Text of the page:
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43' verticals -- what's the theoretical basis?

Oct 11th 2011, 22:00

KE2IV

Joined: Apr 4th 1998, 00:00
Total Topics: 0
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QST is filled with ads from various manufacturers and suppliers offering "all-band" 43-foot verticals. Legitimately, all these ads make it clear that this (and any vertical) will require a good ground plane system of radials for effectiveness.

But why 43-feet? What is the "formula" to explain why this length will effectively radiate on "all bands" (i.e. 160m - 10m) with a decent ground plane system?

I'm interested in puting one up -- but would like to know the "theory" behind such an antenna. Any guidance to the articles or texts to explain would be greatly appreciated.

73,
George
KE2IV
Oct 12th 2011, 12:46

W1VT

Joined: Apr 4th 1998, 00:00
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43 feet is the length you get when you calculate the maximum gain you can get out of a 20M vertical, without resorting to phasing sections. It is the classic 5/8 wavelength vertical. On the higher bands, like 10 and 15 meters, it pattern is actually rather poor, but until recently, band conditions have been so bad that this deficiency hasn't been an issue.
On 30, 40, and 80 meters, it works better than shorter alternatives, as it has a higher radiation resistance. It won't work as well as longer antennas--a 60 ft vertical would work even better, but then a 60 ft vertical wouldn't work as well on 20 meters, a really important DX band.

QRPers, or folks than run very low power, might find a half wavelength on 20 meters more useful--voltage fed antennas can be very efficient--and a half wavelength on 20 meters is an easy to feed resonant antenna on 40 meters. But, most autotuners won't handle high impedance voltage fed antennas, even at moderate power levels--the voltages are too high.

Zack Lau W1VT
ARRL Senior Lab Engineer

Oct 12th 2011, 22:28

W8JI

Joined: Nov 28th 2000, 00:00
Total Topics: 0
Total Posts: 0
Quote by KE2IV
QST is filled with ads from various manufacturers and suppliers offering "all-band" 43-foot verticals. Legitimately, all these ads make it clear that this (and any vertical) will require a good ground plane system of radials for effectiveness.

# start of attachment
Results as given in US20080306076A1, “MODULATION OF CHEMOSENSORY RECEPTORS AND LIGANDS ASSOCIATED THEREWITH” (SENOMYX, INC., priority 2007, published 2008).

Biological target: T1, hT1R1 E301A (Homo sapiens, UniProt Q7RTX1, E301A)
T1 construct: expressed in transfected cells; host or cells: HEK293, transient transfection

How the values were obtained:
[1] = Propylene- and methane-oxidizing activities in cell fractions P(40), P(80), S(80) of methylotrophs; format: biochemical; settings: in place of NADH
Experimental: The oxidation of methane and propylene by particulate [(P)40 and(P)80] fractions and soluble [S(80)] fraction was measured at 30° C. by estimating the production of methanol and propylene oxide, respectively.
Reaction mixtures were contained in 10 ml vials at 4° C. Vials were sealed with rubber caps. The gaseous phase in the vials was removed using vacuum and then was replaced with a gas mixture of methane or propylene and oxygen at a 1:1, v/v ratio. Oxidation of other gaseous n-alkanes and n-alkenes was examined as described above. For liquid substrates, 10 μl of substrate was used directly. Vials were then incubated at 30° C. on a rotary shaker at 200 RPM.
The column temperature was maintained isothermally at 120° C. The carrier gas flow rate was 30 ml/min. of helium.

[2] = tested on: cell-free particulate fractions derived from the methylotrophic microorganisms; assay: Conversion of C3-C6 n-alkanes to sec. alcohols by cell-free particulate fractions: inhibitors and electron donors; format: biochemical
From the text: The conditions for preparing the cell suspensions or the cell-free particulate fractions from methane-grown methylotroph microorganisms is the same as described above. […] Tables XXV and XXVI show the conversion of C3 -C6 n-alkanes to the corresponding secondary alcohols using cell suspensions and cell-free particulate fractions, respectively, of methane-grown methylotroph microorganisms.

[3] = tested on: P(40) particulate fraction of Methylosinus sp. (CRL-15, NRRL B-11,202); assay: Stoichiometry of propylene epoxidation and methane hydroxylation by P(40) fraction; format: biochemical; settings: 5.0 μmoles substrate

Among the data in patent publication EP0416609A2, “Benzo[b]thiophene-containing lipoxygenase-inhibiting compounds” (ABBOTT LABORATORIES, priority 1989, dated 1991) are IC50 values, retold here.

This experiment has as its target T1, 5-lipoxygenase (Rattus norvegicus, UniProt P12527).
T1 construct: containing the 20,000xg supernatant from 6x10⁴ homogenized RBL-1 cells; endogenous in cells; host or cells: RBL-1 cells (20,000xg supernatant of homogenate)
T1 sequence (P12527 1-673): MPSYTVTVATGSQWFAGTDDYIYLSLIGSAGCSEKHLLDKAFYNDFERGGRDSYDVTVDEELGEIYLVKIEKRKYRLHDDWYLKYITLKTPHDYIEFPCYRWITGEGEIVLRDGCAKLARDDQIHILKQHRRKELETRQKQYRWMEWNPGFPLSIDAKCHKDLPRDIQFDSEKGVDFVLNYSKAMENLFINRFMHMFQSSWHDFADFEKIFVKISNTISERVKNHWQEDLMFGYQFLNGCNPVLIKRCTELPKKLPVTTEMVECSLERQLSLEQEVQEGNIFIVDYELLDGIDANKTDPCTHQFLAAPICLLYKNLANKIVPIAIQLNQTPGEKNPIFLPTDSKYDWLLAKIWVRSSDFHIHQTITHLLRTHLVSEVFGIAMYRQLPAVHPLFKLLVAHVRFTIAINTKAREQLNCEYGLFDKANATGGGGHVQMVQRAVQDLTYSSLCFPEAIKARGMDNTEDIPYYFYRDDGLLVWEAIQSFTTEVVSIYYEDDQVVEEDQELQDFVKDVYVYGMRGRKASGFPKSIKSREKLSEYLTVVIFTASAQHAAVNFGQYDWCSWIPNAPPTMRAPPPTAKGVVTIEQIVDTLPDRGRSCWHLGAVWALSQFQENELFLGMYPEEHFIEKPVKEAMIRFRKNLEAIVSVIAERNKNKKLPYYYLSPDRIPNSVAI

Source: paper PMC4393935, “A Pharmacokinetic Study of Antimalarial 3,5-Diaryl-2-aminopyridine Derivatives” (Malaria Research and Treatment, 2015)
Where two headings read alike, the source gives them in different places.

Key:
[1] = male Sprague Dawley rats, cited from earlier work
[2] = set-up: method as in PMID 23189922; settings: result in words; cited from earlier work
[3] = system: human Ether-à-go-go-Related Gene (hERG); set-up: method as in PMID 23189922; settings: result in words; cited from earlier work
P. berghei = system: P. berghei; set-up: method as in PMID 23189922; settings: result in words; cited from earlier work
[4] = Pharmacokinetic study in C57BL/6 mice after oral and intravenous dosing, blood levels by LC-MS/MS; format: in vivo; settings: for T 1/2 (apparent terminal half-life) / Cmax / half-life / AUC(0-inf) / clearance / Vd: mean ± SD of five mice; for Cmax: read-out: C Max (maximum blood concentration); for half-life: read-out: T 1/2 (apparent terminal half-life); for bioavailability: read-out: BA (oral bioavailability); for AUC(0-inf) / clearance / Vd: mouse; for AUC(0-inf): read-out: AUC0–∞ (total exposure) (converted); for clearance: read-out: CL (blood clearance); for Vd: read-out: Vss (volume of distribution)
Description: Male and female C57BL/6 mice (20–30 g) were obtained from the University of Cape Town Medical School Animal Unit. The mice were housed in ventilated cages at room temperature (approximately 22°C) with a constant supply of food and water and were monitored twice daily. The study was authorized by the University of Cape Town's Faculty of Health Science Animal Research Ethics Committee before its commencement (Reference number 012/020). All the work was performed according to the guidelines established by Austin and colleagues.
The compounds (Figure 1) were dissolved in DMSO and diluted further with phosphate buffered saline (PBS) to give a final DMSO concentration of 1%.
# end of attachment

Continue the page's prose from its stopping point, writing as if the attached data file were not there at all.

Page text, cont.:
But why 43-feet? What is the "formula" to explain why this length will effectively radiate on "all bands" (i.e. 160m - 10m) with a decent ground plane system?KE2IV


There is no reason, George. Somehow that number just popped up out of the blue, and then everyone started copying it.

The initial 43 foot vertical had a balun that, through an error in design, drove the coax shield with RF. This error, in some cases, made the SWR very low from 160-10 meters. Hence the "160-10" meter stuff started.

After an eHam thread, the company initially marketing the 43 foot vertical revised the voltage balun to an un-un, and then the SWR was not so good at all but the signal was better.

To radiate 100 watts of actual field power on 160 meters with a 43 foot vertical, the base voltage would be 6500 volts peak at 6.6 amperes!! On 80 meters, it would be 1200 volts peak at 3.2 amperes.

At 500 watts actual radiated power on 160 meters, a 43 foot vertical will blow the insulators apart.

The 43 foot vertical mainly "works" because of power losses in the matching and feed system. They are OK on 60-15 meters, but not especially good anywhere.

If you want a good 80-10 meter vertical, buy a trap vertical. DX Engineering sells Hustler verticals that are OK on 80 (but narrow banded) and great from 40 meters up. HyGain sells a Hytower, that while pricy works excellent from 80-10 and can be loaded to work 160.

When you buy a simple antenna with no band-by-band matching, either through complex tuners, traps, or stubs, matching, you can bet it is throwing power away someplace.

The better SWR it offers in less space with less complexity, the power it throws away. There is no free lunch, George.

Here's a final thought. I know of several very high rated antennas in Internet reviews, one is a 5.0 out of 5 on eHam, that have less than 10% efficiency on many bands.

Anything that makes a QSO and has a low SWR works perfect to some people, even if 95% or more of their power is wasted as heat.

73 Tom
Oct 16th 2011, 17:16

SIZE358

Joined: Apr 19th 2009, 19:30
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Total Posts: 0
the 43 foot vertical is 5/8 wave on 20m and is 1/4 wave on 60m.
Oct 20th 2011, 01:21

W8JI

Joined: Nov 28th 2000, 00:00
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Quote by SIZE358
the 43 foot vertical is 5/8 wave on 20m and is 1/4 wave on 60m.


That doesn't have anything to do with 160, 80, 40, 30, 17, 15, 12, and ten meters. :-)

My guess is someone took the 88 foot doublet and turned it into a Marconi. But that's just a guess.

Whatever it is, a trap vertical like a 6BTV will work a whole lot better.

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